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By Marcus; Australian Institute Of Aboriginal Studies; Brunton, Marylouise Breen

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I don't care who knows, I'll work for m y dough, And I'll spend i t as I please. I was cuttin' a rug, they threw me i n the jug, As the magistrate looked down, 40 OUR PLACE OUR MUSIC He said 'Youngie Doug, you're a wine-lovin' mug A n d you're a menace to the town' H e said 'I'll put you away, in a cell you will stay Until you learn some sense' Well he cursed and cried, said m y doggone hide Wasn't worth eighteen pence. '64 B u t Dougie Young also sings of his ideal Aborigine: the smart stockman, full blooded a n d proud of it, holding his own among the other stockmen in 'The Land Where t h e Crow Flies Backwards': (Chorus) l&-, Pm tall, dark and lean, and every place I've been The white man calls me Jack It's no crime, I'm not ashamed I w a s born with m y skin so black When i t comes to riding rough horses, Or working cattle, I'll m i x i t with the best, I n the land where the crow flies backwards A n d the pelican builds his nest (The crow in the old bush joke flies backwards to keep his eyes from filling with dust )The song's words are mostly spoken, as in talking blues or some music hall and operetta, and there are some defiant lines on the way the white man who is so critical of Jacky has taken over the country and doesn't know how to run it: The white man took this country from me; He's been fighting for it ever since.

From the LP Wrong Side of the Road, Black Australia Records, 1981, through EM1 15. Baldwin Spencer, 1899, quoted in Strehlow, 1971:7 16. Letter to the Editor, The Adelaide Advertiser, 7 April 1983 17. CJ Ellis, 'Integration and Disintegration', Australian Societyfor Education through the ArtsBulletin, Vol 3, No 5, May 1968:5 The same article tells how casual theft of sacred objects meant that initiation ceremonies could not be performed and therefore generations of young men could not be married to tribal women 18.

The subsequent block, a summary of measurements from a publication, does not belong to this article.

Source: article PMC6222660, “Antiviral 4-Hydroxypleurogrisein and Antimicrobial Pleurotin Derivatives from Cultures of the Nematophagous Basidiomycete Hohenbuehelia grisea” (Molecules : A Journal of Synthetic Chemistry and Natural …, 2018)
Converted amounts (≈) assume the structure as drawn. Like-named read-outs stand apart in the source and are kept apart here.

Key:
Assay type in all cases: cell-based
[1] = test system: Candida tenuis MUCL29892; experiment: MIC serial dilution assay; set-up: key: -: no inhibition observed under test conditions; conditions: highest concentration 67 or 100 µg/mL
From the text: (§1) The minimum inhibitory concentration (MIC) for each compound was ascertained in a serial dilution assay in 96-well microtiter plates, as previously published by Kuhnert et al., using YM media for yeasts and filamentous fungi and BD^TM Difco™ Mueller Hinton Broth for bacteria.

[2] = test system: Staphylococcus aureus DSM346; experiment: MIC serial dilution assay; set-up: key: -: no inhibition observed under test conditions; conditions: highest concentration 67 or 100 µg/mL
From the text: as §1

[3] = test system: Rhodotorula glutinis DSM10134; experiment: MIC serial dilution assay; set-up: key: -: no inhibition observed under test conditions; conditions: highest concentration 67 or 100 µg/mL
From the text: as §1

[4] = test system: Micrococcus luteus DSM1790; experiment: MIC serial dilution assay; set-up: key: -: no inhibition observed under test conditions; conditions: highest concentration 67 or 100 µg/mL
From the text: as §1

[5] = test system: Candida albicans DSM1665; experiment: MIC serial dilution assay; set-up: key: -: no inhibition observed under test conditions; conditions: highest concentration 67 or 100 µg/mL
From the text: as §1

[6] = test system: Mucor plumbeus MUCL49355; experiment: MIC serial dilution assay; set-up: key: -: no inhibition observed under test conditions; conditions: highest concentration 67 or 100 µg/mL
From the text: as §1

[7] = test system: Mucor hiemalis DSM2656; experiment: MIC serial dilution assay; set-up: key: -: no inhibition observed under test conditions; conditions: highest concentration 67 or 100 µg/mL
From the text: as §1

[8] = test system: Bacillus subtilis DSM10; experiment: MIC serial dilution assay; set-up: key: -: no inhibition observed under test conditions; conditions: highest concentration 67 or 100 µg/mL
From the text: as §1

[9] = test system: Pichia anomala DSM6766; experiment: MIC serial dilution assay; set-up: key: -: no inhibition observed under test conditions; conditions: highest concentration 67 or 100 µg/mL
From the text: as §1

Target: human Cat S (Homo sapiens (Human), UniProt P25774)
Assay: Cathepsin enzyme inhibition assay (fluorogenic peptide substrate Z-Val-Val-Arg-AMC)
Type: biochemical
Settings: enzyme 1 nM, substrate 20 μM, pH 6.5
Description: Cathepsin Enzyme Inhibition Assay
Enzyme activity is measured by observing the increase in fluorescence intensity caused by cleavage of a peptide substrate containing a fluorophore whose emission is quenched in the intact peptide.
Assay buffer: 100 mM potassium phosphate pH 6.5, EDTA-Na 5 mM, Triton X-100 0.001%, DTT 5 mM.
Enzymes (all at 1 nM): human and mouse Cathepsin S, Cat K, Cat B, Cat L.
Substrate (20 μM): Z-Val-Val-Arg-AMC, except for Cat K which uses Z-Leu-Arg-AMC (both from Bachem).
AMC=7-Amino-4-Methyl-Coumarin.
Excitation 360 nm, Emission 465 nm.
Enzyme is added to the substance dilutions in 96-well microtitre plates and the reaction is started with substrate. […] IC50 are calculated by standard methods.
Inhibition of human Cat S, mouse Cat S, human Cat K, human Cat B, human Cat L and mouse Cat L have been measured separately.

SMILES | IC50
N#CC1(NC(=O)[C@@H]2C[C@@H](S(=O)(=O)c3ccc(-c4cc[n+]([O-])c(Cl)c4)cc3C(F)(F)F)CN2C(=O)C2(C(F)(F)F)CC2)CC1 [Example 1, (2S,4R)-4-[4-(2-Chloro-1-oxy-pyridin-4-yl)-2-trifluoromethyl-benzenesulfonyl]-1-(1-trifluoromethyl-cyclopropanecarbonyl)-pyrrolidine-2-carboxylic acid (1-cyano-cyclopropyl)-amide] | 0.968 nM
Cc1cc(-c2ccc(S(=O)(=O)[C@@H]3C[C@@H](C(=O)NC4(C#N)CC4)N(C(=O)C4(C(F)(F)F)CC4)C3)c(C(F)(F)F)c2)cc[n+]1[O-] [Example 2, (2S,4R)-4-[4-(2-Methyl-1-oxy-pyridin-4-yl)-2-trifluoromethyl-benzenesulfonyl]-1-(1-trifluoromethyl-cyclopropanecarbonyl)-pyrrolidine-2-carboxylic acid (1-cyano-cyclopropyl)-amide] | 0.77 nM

Singers are accompanied by whatever is available: beating or tapping,guitars, mouth organ, concertina and gumleaf Often they make their own instruments. There have been some really weird and wonderful ones, some very difficult technically to make and operate, taking years of practice Gumleaf playing is still common among Aboriginal people along the river and on t h e southern reserves. At Wallaga Lake in New South Wales, I heard Alec Walker and Clem Parsons playing gumleaf in real counterpoint while also dancing and foot tapping Alick Jackomos wrote in 1971 of t h e touring choir and gumleaf band of Wallaga Lake, Cummeragunga and Lake Tyers in the 1930s and 1940s: CHESTER: They were also in demand at weddings and dances where a gumleaf band and a piano were sufficient to provide all the music required During the Depression years and until a few years ago it was common to see one or two Aborigines busking in country towns and in Melbourne 36 Gumleaf playing happens spontaneously i n Aboriginal churches, perhaps to t h e accompaniment of harmonium or piano Pastor Doug Nicholls did it, Pastor Ben Mason of the Aboriginal Evangelical Fellowship does it and in his Adelaide years, Yami Lester, now of the Pitjantjatjara Council and Mimili Station, was well known for gumleaf playing among some of Adelaide's white churches TOURING COMPANY PERFORMANCE The fourth main source of music was the touring company performance-the commercial shows which were seen not only in the cities but in the country towns They came from England and the USA, playing music hall shows, minstrel shows, variety comedies, classical and semiclassical music, operas and operettas They attracted big audiences, but their music was more likely to reach Aboriginal people indirectly, from the local whites who had learned it CHESTER: The staple musical fare, common to all these shows, was the household song, that is, an air or ballad used by the touring singer to promote the published version for drawing room use, and by the publishers to promote the singers The need for home entertainments made a vast market throughout the Western world for these ballads They were typically narrative songs with chorus, similar in form to the bush ballads but with more sentiment, more 'arty' harmonies MARY: OUR PLACE OUR MUSIC PLATE 5 23 GurnIeaf players at Lake Tgers, Victoria, in the 1930s.

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